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RE: Validity of Alioramus



As for _Alioramus_: there actually ARE a few potential synapomorphies of
this taxon with _Tarbosaurus_ and/or _Tyrannosaurus_.  However, it currently
falls further down my tree than these guys plus _Daspletosaurus_ plus
_Gorgo._ + _Alb._.  Wouldn't be too surprised, however, it it might not
creep further up with more information.

That being said, I think that the extremely well-developed nasal crests,
among other features, preclude _Alioramus_ from being a juvenile of
_Tarbosaurus bataar_.

> From: owner-dinosaur@usc.edu [mailto:owner-dinosaur@usc.edu]On Behalf Of
> rbi
>
> Speaking of problematic tyrannosaurids, what is the current view of
> Nanotyrannus?  I have examined the actual specimen, and it sure
> doesn't look
> like just a juvenile T. rex to me!  However, I am far from being
> able to give
> a qualified opinion...thus I ask how others feel about it being a
> valid taxon?

Thom Carr's 1999 paper in JVP has pretty well established the juvenile
status of this individual.  Additional, as he mentions, there are some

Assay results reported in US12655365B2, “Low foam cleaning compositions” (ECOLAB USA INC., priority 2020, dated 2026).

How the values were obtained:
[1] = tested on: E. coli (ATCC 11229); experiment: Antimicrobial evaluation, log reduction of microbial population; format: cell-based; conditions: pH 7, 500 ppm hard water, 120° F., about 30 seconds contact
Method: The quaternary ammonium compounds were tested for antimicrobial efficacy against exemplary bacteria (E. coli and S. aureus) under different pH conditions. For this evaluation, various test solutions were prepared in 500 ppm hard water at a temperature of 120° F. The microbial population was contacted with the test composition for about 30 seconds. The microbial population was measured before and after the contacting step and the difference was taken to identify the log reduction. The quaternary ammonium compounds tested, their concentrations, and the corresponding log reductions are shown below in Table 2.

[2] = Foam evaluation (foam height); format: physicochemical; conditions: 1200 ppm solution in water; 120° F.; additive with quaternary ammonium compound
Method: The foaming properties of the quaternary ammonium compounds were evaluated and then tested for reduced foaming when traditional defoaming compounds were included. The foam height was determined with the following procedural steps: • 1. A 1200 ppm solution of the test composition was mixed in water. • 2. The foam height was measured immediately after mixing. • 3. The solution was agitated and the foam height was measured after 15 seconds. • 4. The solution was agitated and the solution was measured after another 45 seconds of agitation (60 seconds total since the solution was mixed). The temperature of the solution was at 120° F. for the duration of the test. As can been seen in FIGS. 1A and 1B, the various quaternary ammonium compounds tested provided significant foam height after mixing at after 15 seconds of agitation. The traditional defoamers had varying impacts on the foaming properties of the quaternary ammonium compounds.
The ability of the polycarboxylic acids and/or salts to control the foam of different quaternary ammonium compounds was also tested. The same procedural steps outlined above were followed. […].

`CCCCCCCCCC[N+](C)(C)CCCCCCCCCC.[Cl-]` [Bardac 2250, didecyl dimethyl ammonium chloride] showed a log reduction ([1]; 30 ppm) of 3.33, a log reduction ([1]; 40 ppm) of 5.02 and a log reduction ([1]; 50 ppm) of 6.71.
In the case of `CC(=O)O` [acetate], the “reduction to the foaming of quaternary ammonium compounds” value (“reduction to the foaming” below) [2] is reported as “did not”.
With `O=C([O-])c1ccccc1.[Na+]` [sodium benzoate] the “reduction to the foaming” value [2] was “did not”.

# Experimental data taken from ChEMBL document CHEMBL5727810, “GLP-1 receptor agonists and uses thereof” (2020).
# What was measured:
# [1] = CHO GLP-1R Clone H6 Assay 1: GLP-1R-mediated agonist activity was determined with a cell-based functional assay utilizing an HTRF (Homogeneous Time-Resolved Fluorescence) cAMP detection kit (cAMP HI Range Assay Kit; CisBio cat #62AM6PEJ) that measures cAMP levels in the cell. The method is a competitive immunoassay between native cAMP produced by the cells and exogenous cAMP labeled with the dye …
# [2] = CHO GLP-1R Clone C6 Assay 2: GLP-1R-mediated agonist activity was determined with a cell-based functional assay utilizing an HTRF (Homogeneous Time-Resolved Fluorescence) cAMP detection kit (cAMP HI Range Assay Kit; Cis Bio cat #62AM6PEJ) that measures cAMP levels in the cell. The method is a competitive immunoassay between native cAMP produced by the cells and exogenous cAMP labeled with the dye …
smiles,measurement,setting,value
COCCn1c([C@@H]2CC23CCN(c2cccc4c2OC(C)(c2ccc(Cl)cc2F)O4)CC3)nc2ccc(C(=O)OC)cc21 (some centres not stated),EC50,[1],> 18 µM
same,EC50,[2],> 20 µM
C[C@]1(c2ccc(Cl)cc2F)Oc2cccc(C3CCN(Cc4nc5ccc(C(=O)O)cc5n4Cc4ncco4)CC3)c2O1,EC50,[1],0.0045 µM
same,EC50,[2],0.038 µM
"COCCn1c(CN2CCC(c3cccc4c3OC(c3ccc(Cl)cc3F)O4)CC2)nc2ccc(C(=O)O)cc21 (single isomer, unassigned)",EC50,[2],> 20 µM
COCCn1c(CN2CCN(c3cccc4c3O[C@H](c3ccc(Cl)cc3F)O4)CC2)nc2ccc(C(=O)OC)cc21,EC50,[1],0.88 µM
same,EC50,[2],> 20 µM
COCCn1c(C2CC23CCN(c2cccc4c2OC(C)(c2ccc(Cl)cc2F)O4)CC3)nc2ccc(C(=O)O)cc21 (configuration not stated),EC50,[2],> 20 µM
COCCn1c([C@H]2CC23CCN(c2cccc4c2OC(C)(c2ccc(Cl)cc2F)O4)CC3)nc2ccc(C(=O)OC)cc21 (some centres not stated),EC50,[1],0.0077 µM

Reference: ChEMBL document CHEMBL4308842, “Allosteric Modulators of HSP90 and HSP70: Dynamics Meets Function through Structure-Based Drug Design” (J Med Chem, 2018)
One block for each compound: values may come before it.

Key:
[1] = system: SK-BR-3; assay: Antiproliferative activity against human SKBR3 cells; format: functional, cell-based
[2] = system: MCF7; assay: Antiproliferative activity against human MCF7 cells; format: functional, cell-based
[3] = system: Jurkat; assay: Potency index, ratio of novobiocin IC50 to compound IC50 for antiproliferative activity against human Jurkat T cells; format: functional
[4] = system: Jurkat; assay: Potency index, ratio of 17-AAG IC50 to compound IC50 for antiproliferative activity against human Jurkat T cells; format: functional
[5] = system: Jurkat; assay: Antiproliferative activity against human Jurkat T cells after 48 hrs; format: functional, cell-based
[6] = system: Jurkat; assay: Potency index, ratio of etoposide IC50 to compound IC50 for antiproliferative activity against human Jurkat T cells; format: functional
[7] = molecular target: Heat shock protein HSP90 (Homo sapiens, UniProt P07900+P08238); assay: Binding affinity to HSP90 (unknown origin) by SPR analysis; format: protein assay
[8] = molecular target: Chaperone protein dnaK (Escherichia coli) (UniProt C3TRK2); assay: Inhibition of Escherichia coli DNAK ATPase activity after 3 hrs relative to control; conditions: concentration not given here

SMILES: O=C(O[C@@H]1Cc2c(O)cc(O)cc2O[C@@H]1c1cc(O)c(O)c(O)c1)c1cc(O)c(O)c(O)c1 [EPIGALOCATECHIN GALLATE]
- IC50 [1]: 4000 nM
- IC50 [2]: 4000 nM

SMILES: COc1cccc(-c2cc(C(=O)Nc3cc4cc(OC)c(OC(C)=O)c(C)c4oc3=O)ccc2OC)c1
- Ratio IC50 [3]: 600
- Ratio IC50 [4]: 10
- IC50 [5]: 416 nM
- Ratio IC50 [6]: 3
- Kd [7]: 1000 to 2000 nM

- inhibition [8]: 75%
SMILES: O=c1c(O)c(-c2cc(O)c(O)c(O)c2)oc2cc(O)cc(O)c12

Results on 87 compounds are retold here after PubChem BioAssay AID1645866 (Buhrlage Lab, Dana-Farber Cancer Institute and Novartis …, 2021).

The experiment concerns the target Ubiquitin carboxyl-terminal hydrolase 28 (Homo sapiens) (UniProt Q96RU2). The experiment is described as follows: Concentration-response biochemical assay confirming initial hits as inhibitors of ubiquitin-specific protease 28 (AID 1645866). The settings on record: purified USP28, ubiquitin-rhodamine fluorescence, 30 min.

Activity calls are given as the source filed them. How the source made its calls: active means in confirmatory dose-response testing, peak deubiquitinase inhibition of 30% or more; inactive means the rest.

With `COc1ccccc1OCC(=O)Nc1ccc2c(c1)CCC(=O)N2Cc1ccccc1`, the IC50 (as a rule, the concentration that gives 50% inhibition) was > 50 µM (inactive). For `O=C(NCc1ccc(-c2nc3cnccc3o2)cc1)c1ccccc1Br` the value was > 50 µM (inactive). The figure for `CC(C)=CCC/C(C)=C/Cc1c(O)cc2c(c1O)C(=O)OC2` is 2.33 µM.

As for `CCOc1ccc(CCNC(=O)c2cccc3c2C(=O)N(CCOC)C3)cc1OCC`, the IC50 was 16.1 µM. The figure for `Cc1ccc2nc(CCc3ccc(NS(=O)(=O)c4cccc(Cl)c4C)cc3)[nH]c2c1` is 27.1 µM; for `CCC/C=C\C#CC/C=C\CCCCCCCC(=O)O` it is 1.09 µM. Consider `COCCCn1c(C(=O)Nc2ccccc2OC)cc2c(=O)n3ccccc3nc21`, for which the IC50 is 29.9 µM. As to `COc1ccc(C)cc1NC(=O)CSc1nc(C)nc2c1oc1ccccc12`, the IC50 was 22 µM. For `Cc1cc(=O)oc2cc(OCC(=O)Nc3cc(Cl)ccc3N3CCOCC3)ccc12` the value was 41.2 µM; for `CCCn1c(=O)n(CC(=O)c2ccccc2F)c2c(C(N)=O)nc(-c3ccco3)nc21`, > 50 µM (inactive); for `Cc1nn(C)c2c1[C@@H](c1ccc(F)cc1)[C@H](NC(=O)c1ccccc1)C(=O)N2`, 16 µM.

derived features in this skull otherwise only found in _T. rex_.  So, we
could validly argue a couple of positions:
        *_Nanotyrannus_ is a valid taxon, closely related to _T. rex_, known at
present only from a juvenile skull
        *"Nanotyrannus" is a specimen of juvenile _T. rex_.

At the Armour Symposium, Currie argued for the former, and Brochu & I for
the latter, although none of us with particular fervor.  There are a couple
of hypothetical specimens which would help establish the validity of
_Nanotyrannus_ as its own taxon:
        *An adult specimen of tyrannosaurid which was distinct from _T. rex_ and
which clearly showed derived features shared with the _Nanotyrannus_ type
        *A juvenile specimen of tyrannosaurid of the same length as the _Nano._
skull which was distinct from _Nanotyrannus_ and which also showed clear _T.
rex_ synapomorphies not found in the _Nano._ skull.

Note that the "Tinker" specimen is MUCH too large to help clear up the
latter situation: the teeth of "Tinker", for example, have roots so long
that if you tried to place them in the _Nano._ maxilla they would blast out
through the top of the skull!

Barring the discovery of either of the hypothetical specimens discussed
above, I'm willing to take the route of accepting "Nanotyrannus" as a
juvenile _T. rex_.

                Thomas R. Holtz, Jr.
                Vertebrate Paleontologist
Department of Geology           Director, Earth, Life & Time Program
University of Maryland          College Park Scholars
                College Park, MD  20742
http://www.geol.umd.edu/~tholtz/tholtz.htm
http://www.geol.umd.edu/~jmerck/eltsite
Phone:  301-405-4084    Email:  tholtz@geol.umd.edu
Fax (Geol):  301-314-9661       Fax (CPS-ELT): 301-405-0796